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Masters of Love teases sophomore album

Photo: Courtesy photo, License: N/A

Courtesy photo

Robinson, Smart, Himes, Delacruz: still rockin' after so much love.

My apologies to Masters of Love for having ignored them for years. But guys, what's with the name?

"I got some pushback about [the band's name]," admits singer Fred Himes. "I knew it was kind of pompous and over-the-top, and I figured that since we would be a band that didn't practice very much we would sound pretty terrible. And if we were going to sound terrible, we might as well have an outrageous name to make up for it."

Actually, the way they make up for it is through a simple, direct, aggressive attack with above-average songwriting talent and solid musicianship.

"We just fucking rock and roll," said Himes, a natural-born rock star (the real kind, the kind that was born to be on a stage) and the singer of a band that absolutely blew me away when I saw them at the A Town South of Austin concert during SXSW week in 2012. "We're simply an in-your-face band fueled by the blues, sex, death, romance, tragedy, and our goal is very simple: to fucking kick ass in a very selfish way — we don't give a damn about trying to please anybody. We do what we want to do, not what others tell us to do."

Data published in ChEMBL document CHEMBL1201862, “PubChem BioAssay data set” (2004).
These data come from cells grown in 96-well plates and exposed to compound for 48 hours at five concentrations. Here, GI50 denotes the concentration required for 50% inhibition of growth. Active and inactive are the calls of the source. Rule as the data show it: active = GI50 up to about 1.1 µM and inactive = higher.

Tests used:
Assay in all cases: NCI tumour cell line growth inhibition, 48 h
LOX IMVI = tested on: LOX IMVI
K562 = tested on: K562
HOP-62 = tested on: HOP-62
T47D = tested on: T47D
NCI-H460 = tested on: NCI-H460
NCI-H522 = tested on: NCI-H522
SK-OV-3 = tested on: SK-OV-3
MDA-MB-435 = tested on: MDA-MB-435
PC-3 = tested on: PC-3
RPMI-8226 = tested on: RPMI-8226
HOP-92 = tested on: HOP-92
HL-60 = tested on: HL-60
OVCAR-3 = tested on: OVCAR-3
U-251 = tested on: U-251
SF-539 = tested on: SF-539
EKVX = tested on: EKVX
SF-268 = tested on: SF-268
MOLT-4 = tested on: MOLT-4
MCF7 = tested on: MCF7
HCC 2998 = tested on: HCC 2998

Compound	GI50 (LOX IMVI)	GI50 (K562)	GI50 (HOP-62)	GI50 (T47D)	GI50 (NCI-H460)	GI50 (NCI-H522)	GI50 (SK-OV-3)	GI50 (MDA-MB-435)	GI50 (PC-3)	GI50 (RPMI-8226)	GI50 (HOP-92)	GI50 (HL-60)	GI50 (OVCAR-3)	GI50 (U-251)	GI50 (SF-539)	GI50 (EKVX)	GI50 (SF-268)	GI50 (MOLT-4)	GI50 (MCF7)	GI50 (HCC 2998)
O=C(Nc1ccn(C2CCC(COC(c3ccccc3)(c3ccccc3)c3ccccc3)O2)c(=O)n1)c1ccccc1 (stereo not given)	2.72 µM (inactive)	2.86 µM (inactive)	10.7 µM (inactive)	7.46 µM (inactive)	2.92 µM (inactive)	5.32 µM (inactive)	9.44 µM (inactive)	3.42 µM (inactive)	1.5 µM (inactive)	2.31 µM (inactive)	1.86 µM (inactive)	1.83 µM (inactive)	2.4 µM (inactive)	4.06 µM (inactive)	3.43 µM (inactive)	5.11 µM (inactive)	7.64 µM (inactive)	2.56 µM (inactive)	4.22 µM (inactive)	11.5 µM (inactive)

Himes and lead guitarist Roland Veracruz come from Los Mescaleros; bassist Chris Smart (Mechanical Walking Robotboy) and drummer Ken Robinson (De Los Muertos, Snowbyrd, Mechanical Walking Robotboy) round up a well-oiled machine that has known each other for over 20 years. The Masters of Love Presents, their 2010 debut, closely resembles that ferocious Austin performance I saw last year. M.O.L., the tentative title of the sophomore album coming up in the summer or spring, promises a "slightly" more sophisticated sound.

"We'll add some saxophone and a little Jerry Lee Lewis piano here and there," said Delacruz, who will produce. "But we'll always have Elvis, Bo Diddley, and the two Richards as a backbone," adds Himes. "Little and Keith."

Two rockers off the upcoming album ("Dark Kali Moan," an end-of-the-world Stones-y rocker inspired by the Hindu goddess of destruction and "Vespertine," a fast-driving love song) confirm MOL as a riff machine and Himes as a first-rate frontman.

"The first time I saw him was in the '90s playing by himself 'Love is All Around,' by the Troggs," said Delacruz. "He was awfully out of tune, but I couldn't stop seeing him and feeling, 'I wanna play with this guy.'"

"Yeah, I just lose my mind when I'm up there," said Himes. "I'm possessed by spirits, as simple as that."

Both times I saw him Himes seems the possessor of a never-ending alcohol-fueled buzz. Yet, he seems to always be in control, hitting all the notes and never missing a beat. What's his secret?

"Lots of love and sex," he says, matter-of-factly. "After all, we're the Masters of Love."

Delacruz chuckles.

"Yeah, it's a silly name," he says. "That's why we like it."

Masters of Love, Sons of Hercules, Guilty Strangers

10pm Fri, Mar 1
War Room
2718 N St Mary's
(210) 735-7775

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